Kush and its Pyramids: Sleeping Next to the Elephant

Jebel Barkal Pyramids

What do people from Scotland, Canada, and ancient Kush have in common? They all know, or knew, what it’s like to “sleep next to the elephant.”

This phrase comes from a remark by former Canadian Prime Minister Pierre Elliot Trudeau, when addressing the Press Club in Washington, DC, in 1969:

Living next to you [i.e., to the United States] is in some ways like sleeping with an elephant. No matter how friendly and even-tempered is the beast, if I can call it that, one is affected by every twitch and grunt.

Smaller countries, or countries with considerably less population, tend to feel and be affected this way by a larger, more powerful neighbour. And that, says Gayle Gibson of the Royal Ontario Museum, was exactly the experience of ancient Kush, or Nubia, in what is now northern Sudan. Being Egypt’s southern neighbour over the millenia was often uneasy, and sometimes even fraught with danger. Particularly because Kush had the luxury goods – not to mention gold – that Egypt craved. As a result, Egypt seemed to assume that it had the right to the resources of the land, and often exerted its military might to take them. (Canada and Scotland might again shift uneasily in their chairs, wondering if they’re hearing an echo.)

Gibson recently presented a slide show and a very informative talk, called “The Pyramids of Kush,” in an afternoon session at the Toronto Reference Library. This lecture was the first event in the library’s program to celebrate Black History month. And what a history lesson we got! The topic was indeed the many pyramids that the rulers of Kush, or Nubia, erected for themselves, influenced by what they saw in Egypt. Yet the discussion also encompassed a swift tour of all the great Kushite or Nubian kingdoms.

Meroe pyramids, with shrines

I had known that some of the people of this land had served the Egyptian pharaohs as warriors, since they tended to be physically larger and stronger than most Egyptians. What I didn’t realize was that there were at least three great Nubian civilizations, the second of which had actually invaded and ruled Egypt for a few generations.

Kush, Gibson told us, tended to rise to greater strength during periods when Egypt had become weak for some reason. But while Egypt’s strong periods often meant bad things for Kush, it wasn’t always the other way around. When King Piye of the second powerful Nubian civilization conquered Egypt, he actually brought a renaissance of art and culture into Egyptian society. Unlikely as it seems, said Gibson, the Egyptians liked and welcomed the overlordship of these Nubian rulers.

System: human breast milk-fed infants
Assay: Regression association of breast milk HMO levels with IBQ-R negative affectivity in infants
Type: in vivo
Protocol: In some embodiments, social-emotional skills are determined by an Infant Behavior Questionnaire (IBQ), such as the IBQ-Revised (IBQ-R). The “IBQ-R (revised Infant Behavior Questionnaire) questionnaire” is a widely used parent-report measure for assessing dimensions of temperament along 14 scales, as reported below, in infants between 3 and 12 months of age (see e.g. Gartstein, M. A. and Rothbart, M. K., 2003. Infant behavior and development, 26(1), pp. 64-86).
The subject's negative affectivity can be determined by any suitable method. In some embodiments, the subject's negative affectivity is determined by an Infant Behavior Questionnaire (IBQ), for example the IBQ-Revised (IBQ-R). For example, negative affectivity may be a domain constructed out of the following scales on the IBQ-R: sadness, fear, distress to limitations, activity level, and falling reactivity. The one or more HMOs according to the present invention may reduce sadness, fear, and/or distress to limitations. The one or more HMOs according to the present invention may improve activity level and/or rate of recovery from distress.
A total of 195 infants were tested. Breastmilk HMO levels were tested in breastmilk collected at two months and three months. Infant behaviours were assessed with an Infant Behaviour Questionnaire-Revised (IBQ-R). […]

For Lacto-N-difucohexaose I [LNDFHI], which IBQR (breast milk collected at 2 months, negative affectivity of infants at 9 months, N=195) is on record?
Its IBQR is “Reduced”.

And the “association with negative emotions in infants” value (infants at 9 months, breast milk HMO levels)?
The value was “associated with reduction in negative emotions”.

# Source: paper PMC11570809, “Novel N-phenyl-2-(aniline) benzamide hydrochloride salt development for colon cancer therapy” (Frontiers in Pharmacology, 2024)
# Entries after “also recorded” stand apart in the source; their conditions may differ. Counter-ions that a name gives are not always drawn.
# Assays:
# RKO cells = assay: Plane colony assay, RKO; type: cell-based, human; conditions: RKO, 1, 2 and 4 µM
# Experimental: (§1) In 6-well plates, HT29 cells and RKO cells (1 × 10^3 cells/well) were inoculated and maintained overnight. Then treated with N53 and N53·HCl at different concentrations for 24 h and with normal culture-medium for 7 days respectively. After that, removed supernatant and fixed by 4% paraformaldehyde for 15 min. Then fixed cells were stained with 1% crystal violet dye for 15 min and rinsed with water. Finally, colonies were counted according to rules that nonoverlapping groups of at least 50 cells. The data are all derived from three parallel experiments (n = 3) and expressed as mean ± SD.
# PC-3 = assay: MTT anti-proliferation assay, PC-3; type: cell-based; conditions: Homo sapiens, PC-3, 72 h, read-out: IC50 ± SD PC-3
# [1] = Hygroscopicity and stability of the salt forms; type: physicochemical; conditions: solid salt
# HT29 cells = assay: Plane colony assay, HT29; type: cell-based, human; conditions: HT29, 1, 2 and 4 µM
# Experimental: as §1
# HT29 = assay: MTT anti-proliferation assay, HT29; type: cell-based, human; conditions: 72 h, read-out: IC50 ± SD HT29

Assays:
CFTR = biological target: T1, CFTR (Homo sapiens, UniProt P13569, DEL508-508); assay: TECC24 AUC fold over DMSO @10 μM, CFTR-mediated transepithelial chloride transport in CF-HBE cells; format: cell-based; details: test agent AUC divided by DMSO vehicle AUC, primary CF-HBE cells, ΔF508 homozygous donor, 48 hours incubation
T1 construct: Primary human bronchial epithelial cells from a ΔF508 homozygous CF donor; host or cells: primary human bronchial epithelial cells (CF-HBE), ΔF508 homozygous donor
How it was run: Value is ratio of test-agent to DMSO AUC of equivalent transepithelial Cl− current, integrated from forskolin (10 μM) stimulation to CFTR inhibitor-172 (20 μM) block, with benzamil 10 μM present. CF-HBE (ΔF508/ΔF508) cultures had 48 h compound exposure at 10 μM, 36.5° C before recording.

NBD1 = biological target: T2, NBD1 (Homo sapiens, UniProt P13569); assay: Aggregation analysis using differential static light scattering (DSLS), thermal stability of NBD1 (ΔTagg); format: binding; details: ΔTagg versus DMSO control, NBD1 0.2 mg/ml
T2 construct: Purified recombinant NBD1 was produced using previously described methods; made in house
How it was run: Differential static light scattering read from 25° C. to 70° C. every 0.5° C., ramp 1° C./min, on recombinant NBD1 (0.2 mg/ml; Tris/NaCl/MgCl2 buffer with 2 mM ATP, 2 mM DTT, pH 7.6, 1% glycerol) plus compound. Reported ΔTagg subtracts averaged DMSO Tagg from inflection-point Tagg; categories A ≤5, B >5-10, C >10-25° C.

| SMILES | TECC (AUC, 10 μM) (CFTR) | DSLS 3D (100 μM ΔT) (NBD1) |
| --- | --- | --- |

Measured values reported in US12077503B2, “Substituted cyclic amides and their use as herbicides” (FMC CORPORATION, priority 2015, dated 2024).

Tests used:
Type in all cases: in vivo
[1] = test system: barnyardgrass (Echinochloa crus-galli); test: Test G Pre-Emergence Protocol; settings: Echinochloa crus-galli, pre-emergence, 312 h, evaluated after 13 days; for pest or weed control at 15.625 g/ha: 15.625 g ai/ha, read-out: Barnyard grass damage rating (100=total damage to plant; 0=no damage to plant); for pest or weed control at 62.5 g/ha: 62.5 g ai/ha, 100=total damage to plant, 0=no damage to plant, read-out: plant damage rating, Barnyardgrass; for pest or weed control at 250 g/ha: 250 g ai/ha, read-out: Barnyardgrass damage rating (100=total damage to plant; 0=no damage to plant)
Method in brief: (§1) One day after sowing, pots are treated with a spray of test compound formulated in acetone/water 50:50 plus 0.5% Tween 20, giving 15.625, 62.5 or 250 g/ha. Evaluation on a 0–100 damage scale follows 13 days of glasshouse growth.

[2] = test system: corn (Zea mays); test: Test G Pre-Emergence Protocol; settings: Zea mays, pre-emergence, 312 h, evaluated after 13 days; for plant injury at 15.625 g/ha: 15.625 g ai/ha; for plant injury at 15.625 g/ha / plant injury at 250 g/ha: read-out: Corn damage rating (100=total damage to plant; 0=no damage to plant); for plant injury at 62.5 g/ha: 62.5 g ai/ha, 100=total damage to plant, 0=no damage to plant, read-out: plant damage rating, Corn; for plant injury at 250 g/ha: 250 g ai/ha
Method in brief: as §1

It was during this period, from the 8th to 7th centuries BCE, that the Kushite pyramids first made their appearance. When you examine the caves and chambers carved into Gebel (or Jebel) Barkal, the mountain around which this civilization was centred, you see paintings and decoration much like that on the walls of Egyptian Pharaohs’ tombs. But the Nubian pyramids had their own character: smaller and steeper than their Egyptian inspirations. And rather than having tombs enclosed inside them, these pyramids sat on top of them as monuments and shrines.

Structure at the Karnak temple complex, built by Taharka

Even after the last Nubian ruler, Taharqa, was finally forced out — not by the Egyptians, but by the invasion of Sennacherib of Babylon — they rose once more in a third powerful civilization in their own land, about 150 years later, now centred at Meroe (pronounced “MER-oh-ay”; located northeast of present-day Khartoum). They continued building pyramids there, finally totalling about two hundred. The result is that there are actually more pyramids in Kush/Nubia/Sudan than there are in Egypt.

The Meroitic civilization was strong enough even to hold back attempted invasions by Emperor Augustus of Rome, and became a great trading nation. The only reason it finally faded was that camels became popular for taking traded goods straight across the desert. Since traders no longer needed to go up and down the Nile – which was the great source of Meroe’s wealth – trade on the river trickled to a fraction of its former volume. And Nubia was bypassed.

Ms. Gibson’s talk was a veritable feast for those of us who love to devour history. As an introduction to Black History Month, it also filled a serious gap in our knowledge of African history, a gap that most North Americans seem tragically to suffer from. And for those of us who sleep next door to a modern-day national elephant, it gave us a feeling of kinship with the Nubians, a fellow feeling that spans the millenia.

Tomb of Nubian King Tantamani, or Tanwetamani, at el-Kurru

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